Pollinators, primarily bees, are essential to agriculture, providing a significant yield benefit in over 60% of crop yield. Pollination is the highest agricultural contributor to yields worldwide, contributing far beyond any other agricultural management practice. Pollinators affect 35 percent of global agricultural land, supporting the production of 87 of the leading food crops worldwide. Plus, pollination-dependent crops are five times more valuable than those that do not need pollination.
The price tag of global crops directly relying on pollinators is estimated to be between US$235 and US$577 billion a year and their quantity is on the rise. The volume of agricultural production dependent on pollinators has increased by 300 percent in the last 50years. These figures reflect the importance that pollinators have in sustaining livelihoods across the planet.
Several of the crops produced with pollination, cocoa and coffee, to name two examples, provide income for farmers, in particular smallholder farmers and family farms, especially in developing countries. For fruit and nut crops, pollination can be a grower’s only real chance to increase yield. The extent of pollination dictates the maximum number of fruits. Post-pollination inputs, whether growth regulators, pesticides, water, or fertilizer, are actually designed to prevent losses and preserve quality rather than increase yield.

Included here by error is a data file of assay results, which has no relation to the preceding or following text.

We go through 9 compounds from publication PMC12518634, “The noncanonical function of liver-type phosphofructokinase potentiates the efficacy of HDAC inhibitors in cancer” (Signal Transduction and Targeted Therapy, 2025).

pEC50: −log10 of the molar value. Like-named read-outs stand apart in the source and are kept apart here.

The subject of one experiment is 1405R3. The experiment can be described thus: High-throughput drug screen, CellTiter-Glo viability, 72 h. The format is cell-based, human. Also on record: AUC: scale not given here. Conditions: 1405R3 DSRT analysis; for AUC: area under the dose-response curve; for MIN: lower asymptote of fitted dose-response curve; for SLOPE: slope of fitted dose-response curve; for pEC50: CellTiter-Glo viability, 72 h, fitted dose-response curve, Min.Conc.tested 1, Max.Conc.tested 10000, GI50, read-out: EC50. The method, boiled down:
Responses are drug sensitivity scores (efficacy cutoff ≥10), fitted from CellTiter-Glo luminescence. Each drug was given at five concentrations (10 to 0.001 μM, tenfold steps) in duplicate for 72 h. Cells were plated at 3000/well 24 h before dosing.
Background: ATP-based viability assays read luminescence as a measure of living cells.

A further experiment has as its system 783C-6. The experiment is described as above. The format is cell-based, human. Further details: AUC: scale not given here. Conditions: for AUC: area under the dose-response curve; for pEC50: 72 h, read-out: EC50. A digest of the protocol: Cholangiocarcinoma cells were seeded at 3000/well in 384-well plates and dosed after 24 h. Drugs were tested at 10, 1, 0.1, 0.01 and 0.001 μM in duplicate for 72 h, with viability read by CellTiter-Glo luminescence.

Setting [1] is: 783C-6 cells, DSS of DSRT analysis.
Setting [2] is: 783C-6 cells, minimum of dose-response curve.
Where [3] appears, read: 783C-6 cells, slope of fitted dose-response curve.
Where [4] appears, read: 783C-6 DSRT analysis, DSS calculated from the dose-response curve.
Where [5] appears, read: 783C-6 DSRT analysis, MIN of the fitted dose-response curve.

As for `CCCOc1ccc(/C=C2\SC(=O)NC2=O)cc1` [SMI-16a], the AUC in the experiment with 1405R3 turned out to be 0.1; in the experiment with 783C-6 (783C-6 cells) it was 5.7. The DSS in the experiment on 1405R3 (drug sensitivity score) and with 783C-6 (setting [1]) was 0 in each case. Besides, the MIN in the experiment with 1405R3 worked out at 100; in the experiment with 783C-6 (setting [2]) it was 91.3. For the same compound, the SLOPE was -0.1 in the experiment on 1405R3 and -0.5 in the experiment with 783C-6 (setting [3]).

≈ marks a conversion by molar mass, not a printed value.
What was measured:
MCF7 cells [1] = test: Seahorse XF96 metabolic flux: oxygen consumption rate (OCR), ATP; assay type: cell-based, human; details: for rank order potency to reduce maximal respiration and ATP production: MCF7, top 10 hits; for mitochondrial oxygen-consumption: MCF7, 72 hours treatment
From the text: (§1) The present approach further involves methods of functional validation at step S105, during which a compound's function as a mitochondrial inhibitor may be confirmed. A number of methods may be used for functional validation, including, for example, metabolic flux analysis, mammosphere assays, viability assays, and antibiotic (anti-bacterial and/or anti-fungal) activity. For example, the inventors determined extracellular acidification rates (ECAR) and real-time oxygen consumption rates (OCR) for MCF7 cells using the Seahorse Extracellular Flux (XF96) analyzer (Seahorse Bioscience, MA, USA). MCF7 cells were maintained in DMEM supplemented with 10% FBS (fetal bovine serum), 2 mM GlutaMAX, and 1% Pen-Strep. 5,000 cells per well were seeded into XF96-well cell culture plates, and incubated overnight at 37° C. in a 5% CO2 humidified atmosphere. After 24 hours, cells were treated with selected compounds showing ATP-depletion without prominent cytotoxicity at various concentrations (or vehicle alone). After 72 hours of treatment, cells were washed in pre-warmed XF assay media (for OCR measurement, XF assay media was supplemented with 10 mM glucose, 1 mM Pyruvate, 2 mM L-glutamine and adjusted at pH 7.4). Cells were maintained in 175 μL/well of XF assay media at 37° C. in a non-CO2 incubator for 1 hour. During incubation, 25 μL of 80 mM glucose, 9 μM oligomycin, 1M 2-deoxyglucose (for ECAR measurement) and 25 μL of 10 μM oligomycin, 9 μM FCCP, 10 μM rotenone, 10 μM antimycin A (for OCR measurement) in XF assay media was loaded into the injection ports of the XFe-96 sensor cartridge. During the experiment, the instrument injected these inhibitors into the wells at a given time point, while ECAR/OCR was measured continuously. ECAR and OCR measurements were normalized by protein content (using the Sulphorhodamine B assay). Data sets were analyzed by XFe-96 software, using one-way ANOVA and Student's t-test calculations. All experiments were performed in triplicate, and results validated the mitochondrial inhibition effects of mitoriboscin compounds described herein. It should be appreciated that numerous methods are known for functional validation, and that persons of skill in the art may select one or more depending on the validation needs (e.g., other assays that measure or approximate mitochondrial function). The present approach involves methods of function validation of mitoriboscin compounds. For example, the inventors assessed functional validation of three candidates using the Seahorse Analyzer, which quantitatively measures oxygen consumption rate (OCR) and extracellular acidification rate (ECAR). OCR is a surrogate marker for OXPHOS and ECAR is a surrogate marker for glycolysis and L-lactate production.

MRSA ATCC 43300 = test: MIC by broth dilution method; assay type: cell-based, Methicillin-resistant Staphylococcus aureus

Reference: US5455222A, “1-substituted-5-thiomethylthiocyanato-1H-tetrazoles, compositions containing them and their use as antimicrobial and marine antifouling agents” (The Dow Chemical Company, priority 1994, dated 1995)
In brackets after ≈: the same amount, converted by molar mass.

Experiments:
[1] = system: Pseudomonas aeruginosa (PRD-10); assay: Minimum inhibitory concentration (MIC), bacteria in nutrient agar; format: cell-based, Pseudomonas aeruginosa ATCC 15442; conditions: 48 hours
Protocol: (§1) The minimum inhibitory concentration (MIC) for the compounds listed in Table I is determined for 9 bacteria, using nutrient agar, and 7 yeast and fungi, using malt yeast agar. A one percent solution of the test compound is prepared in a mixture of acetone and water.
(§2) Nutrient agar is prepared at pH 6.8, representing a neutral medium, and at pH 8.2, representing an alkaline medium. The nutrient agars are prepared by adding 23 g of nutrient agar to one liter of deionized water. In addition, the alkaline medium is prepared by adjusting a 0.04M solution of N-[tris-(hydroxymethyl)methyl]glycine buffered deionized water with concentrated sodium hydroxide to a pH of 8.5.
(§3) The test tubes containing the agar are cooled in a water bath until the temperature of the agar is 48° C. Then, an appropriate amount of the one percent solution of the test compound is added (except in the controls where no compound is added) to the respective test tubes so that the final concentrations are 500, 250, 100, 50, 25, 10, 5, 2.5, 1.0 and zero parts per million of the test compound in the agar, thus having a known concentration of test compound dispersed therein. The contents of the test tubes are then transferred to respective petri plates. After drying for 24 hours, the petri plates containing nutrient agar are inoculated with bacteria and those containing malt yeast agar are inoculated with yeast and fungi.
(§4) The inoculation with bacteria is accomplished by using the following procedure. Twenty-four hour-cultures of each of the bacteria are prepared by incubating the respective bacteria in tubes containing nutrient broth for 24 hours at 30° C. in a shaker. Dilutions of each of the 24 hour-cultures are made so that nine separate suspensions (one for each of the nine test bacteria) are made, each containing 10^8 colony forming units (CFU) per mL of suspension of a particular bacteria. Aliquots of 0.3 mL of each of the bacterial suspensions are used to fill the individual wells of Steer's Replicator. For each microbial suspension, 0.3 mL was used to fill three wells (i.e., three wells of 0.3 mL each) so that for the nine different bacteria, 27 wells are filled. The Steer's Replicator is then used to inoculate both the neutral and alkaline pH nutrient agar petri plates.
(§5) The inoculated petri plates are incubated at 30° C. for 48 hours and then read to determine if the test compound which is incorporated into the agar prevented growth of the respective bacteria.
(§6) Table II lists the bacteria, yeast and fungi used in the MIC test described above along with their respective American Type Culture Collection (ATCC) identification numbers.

Bees and colony collapse disorder continue to draw attention. There is a growing belief that a number of factors, including parasites, diseases, nutrition, beekeeping practices, weather patterns and genetics may be combining to challenge the survival of bees. Parasites and viruses can spread easily in today’s highly connected world. Both Varroa destructor (a parasitic mite and vector of viruses) and Nosema spp. (a parasitic fungus) weaken immunity and bee health. As a result, many viruses – previously unknown to have caused symptoms of ill-health in bees – have become fatal.
The limited genetic diversity of honeybees – bred from a limited number of lines to become less aggressive and more productive – may also have affected immunity. For example, it is estimated that the entire honeybee population of the USA can be traced back to 500 queens. Modern farming has also reduced the variety of pollen within the agricultural landscape, impacting bee diet and also immunity.
Food and Agriculture Organization (FAO) carries out various activities to encourage pollinator-friendly practices in agricultural management. It provides technical assistance to countries on issues ranging from queen breeding to artificial insemination to sustainable solutions for honey production and export marketing.
To protect bees and pollinators from the threats to their abundance, diversity and health, efforts should be made to build a greater diversity of pollinator habitats in agricultural and urban settings. Policies that favour pollinators and promote biological pest control and limit the use of pesticides should be implemented. Farmers can help maintain pollinator abundance, diversity and health by using innovative practices that integrate local and scientific knowledge and experience and by diversifying farms to make food resources and shelter continuously available to pollinators.